I find it utterly surprising and profoundly reassuring, not least because now we’re out of Weissach and time is short. I have to drive fast right away, despite every other seat being occupied by Porsche engineers. I don’t much like driving rapidly with anyone in the car, let alone overseen by the best in the business, but there is no choice.
The Turbo S (if that is its name) is fast enough to make you feel giddy on overboost. The torque delivery is so instant, the acceleration so violent and explosive, that it’s briefly not that pleasant an experience. And that’s with 700bhp. I don’t find it hard to imagine what any one of the growing mob of 2000bhp electric hypercars will be like: I find it impossible.
The rate doesn’t really abate until you’re well into licence-losing territory, and you’ll be fearing for your liberty before it becomes in any way normal.
The sound? Unmistakably electric, for sure, but not unpleasant when extended, unlike many petrol engines, at least one of which is made by Porsche. There’s a sound enhancer that might on paper appear completely pointless because all it does is play an acoustically optimised version of what’s already there, but I quite liked it. It adds character to the car’s muted voice, and even if it’s only a sliver, it’s appreciated nonetheless.
We’re going fast now and I’m learning all the time. The suspension takes big chunks of Panamera componentry but the actual three-chamber struts are unique to the Taycan. The car rides eerily well but is so deftly damped in Sport and Sport Plus that with that steering and devastating acceleration, it’s monstrously fast from point to point, even on difficult roads. No car in my experience has ever managed this amount of mass so well. No, you can’t lob it as you might a shorter, lighter car, but once you’ve guided it into the apex, its composure is phenomenal.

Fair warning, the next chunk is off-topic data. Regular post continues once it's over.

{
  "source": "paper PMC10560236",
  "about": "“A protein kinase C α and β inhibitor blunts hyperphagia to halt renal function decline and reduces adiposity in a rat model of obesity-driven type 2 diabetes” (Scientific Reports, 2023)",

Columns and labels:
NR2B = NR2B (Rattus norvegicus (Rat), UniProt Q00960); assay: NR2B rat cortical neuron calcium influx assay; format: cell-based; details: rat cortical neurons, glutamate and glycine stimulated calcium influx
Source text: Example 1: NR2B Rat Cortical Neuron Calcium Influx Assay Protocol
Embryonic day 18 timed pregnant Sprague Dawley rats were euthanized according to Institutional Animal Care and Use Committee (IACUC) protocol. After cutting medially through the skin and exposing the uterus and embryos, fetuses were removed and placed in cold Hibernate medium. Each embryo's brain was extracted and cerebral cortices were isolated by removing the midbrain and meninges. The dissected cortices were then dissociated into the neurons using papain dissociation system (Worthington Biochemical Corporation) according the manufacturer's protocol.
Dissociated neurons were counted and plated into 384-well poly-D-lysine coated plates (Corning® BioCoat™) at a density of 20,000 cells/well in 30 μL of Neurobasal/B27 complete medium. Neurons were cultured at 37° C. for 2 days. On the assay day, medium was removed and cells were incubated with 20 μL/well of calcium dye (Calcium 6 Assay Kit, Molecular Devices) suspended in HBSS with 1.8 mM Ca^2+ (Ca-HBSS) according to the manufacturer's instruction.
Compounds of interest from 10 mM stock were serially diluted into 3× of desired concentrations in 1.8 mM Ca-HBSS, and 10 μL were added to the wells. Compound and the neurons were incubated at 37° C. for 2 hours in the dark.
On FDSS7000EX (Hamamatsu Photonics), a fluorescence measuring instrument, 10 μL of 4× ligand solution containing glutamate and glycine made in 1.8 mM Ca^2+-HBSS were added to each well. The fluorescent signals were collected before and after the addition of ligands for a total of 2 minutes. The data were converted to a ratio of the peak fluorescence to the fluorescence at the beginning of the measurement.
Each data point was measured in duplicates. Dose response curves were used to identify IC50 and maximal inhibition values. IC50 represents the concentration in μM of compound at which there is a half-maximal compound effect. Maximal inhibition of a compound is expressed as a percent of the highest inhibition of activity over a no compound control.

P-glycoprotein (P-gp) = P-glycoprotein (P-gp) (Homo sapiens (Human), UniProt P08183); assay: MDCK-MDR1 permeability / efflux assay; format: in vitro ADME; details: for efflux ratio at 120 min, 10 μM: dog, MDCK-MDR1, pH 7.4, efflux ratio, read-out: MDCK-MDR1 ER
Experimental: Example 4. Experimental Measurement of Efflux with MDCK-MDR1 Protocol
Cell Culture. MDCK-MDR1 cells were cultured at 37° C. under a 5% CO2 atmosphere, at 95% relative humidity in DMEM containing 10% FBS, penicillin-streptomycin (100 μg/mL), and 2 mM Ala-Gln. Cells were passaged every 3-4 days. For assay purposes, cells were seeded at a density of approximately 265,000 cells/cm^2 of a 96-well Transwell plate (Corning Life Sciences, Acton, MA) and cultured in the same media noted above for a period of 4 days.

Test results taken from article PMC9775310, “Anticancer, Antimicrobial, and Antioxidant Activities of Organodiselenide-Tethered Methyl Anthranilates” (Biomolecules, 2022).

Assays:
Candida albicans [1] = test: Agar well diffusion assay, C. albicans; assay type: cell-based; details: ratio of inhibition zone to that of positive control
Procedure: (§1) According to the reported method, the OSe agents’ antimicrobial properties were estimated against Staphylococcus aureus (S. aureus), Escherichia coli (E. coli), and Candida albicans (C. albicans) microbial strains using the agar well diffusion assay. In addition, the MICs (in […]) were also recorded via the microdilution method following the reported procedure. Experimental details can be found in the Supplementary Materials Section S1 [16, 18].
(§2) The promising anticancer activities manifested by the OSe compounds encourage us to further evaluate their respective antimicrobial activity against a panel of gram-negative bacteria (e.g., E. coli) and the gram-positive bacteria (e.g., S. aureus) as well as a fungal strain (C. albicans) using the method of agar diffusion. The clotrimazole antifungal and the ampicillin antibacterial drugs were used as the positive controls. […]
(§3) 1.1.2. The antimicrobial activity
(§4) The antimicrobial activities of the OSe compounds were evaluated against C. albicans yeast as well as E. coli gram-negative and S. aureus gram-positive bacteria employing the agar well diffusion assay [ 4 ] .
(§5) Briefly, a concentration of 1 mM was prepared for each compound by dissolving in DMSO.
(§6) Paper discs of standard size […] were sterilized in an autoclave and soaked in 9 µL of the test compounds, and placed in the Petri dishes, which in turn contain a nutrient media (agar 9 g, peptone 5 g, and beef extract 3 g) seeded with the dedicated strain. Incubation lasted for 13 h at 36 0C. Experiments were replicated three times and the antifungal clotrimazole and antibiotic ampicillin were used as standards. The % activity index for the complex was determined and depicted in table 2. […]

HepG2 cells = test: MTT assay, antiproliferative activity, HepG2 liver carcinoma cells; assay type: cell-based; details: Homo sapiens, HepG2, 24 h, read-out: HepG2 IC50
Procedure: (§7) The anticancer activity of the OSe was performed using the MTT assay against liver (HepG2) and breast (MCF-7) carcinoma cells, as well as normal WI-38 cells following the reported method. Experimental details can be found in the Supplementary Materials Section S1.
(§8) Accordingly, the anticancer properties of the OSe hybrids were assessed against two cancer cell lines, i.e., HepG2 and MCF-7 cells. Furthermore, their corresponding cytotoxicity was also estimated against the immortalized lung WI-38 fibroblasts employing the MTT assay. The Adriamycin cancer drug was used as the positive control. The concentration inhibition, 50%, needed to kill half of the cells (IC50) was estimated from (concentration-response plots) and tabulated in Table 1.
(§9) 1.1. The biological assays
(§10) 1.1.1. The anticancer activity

But is it fun? Well, yes, because its capabilities will leave you slack-jawed and anything that can do that is always amusing, and no, because it’s still nothing like the fully immersive driving experience of, say, a 911. And with four doors, that mass and that wheelbase, but without a flat six or any gearbox, that’s not too surprising.
There’s still stuff I’d change here. Most notable is the lack of ‘engine’ braking when you come off the accelerator. It is Porsche philosophy that, broadly speaking, one pedal should make the car go and the other should make it stop, and while you can vary the degree of off-throttle deceleration, I’d like more, even at its peak in Sport Plus. I kept barrelling up to corners tapping a non-existent paddle for downshifts that weren’t there. You need to use the brakes – or what feel like the brakes – far more than in a normal car. In fact, up to 80% of the available deceleration does not require the massive discs at all. Took me a while to get my head around that one, too.